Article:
• Abstract: Stuart Hall, a founding scholar in the Birmingham School of cultural studies and eminent theorist of ethnicity, identity and difference in the African diaspora, as well as a leading analyst of the cultural politics of the Thatcher and post-Thatcher years, delivered the W. E. B. Du Bois Lectures at Harvard University in 1994. In the lectures, published after a nearly quarter-century delay as The Fateful Triangle: Race, Ethnicity, Nation (2017), Hall advances the argument that race, at least in North Atlantic contexts, operates as a ‘sliding signifier,’ such that, even after the notion of a biological essence to race has been widely discredited, race-thinking nonetheless renews itself by essentializing other characteristics such as cultural difference. Substituting Michel Foucault’s famous power-knowledge dyad with power-knowledge-difference, Hall argues that thinking through the fateful triangle of race, ethnicity and nation shows us how discursive systems attempt to deal with human difference. Part I of the forum critically examines the promise and potential problems of Hall’s work from the context of North America and western Europe in the wake of #BlackLivesMatter and Brexit. Donna Jones suggests that, although the Birmingham School’s core contributions shattered all certainties about class identity, Hall’s Du Bois Lectures may be inadequate to a moment when white racist and ethno-nationalist appeals are ascendant in the USA and Europe and that, therefore, his and Paul Gilroy’s earlier work on race and class deserve our renewed attention. Kevin Bruyneel examines Hall’s work on race in relation to three analytics that foreground racism’s material practices: intersectionality, racial capitalism and settler colonialism. William Garcia in the final contribution asks us to think about the anti-immigrant black nativisms condoned and even encouraged by discourses of African-American identity and by unmarked references to blackness in the US context. In ‘Fateful Triangles in Brazil,’ Part II of Contexto Internacional’s forum on The Fateful Triangle, three scholars work with and against Hall’s arguments from the standpoint of racial politics in Brazil.
  • Topic: International Relations, Race, Capitalism, Ethnicity, Nation-State
  • Political Geography: Brazil, Global Focus
  • Author: Kamilla Raquel Rizzi, Patrick Bueno
  • Publication Date: 12-2019
  • Content Type: Journal Article
  • Journal: Brazilian Journal of African Studies
  • Institution: Brazilian Journal of African Studies
  • Abstract: The Portuguese colonization, throughout the 18th and 19th centuries, was the first bond established between Brazil and the African continent, and it was especially deepened by the slave trade. With the Brazilian independence in 1822, as well as with the end of the slave trade across the Atlantic, between 1845 and 1850, there was a gradual movement away from said continent, once the imperial foreign policy axis was now directed towards the River Plate, to the South, as well as to England, Western Europe and the North of the global system. In the 20th century, along with the two World Wars, the creation of the United Nations, and the Cold War, Brazil’s international projection was drawn according to the opportunities presented in this new world system. The aim of the present paper is thus to analyze the ambiguity between Brazilian political discourse and foreign practice with regard to the Portuguese colonies. The research problem consists in identifying which aspects have exerted an influence on the definition of Brazil’s African policy. As a research question, it is assumed that Brazil, since the Independent Foreign Policy (IFP), with its discourse of non-alignment with the powers of the world system, the identification with the Third Worldist theses, and based on the politics of the “3Ds” (development, decolonization and disarmament), supported the anti-colonial principle and was an advocate for the self-determination of peoples. However, an ambiguity was evident by the official political alignment with Portugal, due to the 1953 Treaty of Friendship and Consultation.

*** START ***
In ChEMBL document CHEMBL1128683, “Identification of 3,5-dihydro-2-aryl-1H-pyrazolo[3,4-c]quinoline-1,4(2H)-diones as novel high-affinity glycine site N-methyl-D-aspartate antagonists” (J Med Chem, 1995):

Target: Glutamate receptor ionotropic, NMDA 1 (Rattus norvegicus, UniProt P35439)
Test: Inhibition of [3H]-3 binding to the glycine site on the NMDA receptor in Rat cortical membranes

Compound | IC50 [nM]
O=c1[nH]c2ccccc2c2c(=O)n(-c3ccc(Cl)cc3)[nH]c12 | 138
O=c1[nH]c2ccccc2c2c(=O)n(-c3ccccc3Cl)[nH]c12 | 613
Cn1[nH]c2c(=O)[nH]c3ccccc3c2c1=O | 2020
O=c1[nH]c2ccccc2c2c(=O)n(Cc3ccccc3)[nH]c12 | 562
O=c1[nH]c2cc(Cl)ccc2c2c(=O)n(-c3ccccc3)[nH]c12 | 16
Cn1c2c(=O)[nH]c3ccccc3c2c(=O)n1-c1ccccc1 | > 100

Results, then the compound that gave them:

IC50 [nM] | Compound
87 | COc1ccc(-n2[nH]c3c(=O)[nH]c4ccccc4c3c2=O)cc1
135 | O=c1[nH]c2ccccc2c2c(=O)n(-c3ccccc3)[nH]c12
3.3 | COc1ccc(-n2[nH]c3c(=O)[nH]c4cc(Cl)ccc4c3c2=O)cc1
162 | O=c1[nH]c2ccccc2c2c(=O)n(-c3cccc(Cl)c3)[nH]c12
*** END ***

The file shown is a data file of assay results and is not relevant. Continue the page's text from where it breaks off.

• Topic: International Relations, Foreign Policy, History, Colonialism
  • Political Geography: Africa, Brazil, Portugal
  • Author: Vladimir Shubin
  • Publication Date: 12-2019
  • Content Type: Journal Article
  • Journal: Brazilian Journal of African Studies
  • Institution: Brazilian Journal of African Studies
  • Abstract: In early July, 1991, the first National conference of the ANC2 after its political admission took place in Durban. There, the party’s new leadership was formed, Nelson Mandela was elected ANC President and Walter Sisulu its Deputy President, both unopposed. However, the race for the next top position, that of Secretary-General, did take place and Cyril Ramaphosa, a long-standing leader of the National Union of Miners (NUM), won by good majority over Alfred Nzo who had occupied this post for 22 years. I had the honor of addressing the conference and, on the way back home, a very fruitful discussion in the ANC Headquarters in Johannesburg with Joe Slovo, then Secretary-General of the South African Communist Party and member of the ANC National Executive Committee. Slovo was quite happy with the results of the conference and in particular with the composition of the NEC3 : “We haven’t made any canvassing, but it’s the best Executive we could have”. Comrade Joe, as we usually called him, was of high opinion of the ANC’s new Secretary-General: “He is not a member of the SACP4 , but we always cooperated well with him”. However, Slovo then stopped for a moment and said: “But we remember that before the NUM he worked for Anglo-American Corporation”. These words of